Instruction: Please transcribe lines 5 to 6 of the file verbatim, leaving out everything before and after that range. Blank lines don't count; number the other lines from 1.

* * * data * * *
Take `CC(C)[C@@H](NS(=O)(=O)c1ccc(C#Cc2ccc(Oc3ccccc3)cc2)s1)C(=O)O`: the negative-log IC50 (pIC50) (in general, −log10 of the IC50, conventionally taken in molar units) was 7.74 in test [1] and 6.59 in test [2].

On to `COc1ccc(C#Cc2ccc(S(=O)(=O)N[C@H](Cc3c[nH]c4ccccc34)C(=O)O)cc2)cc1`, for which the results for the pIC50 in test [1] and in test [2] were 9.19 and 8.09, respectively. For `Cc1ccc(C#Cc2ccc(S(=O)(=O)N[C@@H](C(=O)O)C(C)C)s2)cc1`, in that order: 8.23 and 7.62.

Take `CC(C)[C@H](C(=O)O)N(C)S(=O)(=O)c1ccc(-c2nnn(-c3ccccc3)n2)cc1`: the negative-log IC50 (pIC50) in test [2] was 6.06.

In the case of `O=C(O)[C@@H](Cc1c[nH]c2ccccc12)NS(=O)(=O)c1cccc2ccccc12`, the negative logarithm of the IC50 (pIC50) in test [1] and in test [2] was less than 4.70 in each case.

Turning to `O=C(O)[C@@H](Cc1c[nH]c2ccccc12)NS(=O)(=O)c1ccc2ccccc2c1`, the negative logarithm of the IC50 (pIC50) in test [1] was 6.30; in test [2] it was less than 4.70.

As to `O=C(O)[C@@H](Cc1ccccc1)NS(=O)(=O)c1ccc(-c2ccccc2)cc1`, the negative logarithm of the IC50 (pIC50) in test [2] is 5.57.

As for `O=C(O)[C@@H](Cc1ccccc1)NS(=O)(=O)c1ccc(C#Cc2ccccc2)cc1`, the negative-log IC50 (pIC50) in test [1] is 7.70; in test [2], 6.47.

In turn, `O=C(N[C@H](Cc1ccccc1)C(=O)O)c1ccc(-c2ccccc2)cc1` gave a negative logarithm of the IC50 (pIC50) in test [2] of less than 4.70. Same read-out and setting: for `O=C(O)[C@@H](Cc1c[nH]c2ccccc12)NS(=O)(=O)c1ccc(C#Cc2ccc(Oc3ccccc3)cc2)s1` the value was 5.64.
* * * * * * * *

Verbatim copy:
Turning to `O=C(O)[C@@H](Cc1c[nH]c2ccccc12)NS(=O)(=O)c1ccc2ccccc2c1`, the negative logarithm of the IC50 (pIC50) in test [1] was 6.30; in test [2] it was less than 4.70.

As to `O=C(O)[C@@H](Cc1ccccc1)NS(=O)(=O)c1ccc(-c2ccccc2)cc1`, the negative logarithm of the IC50 (pIC50) in test [2] is 5.57.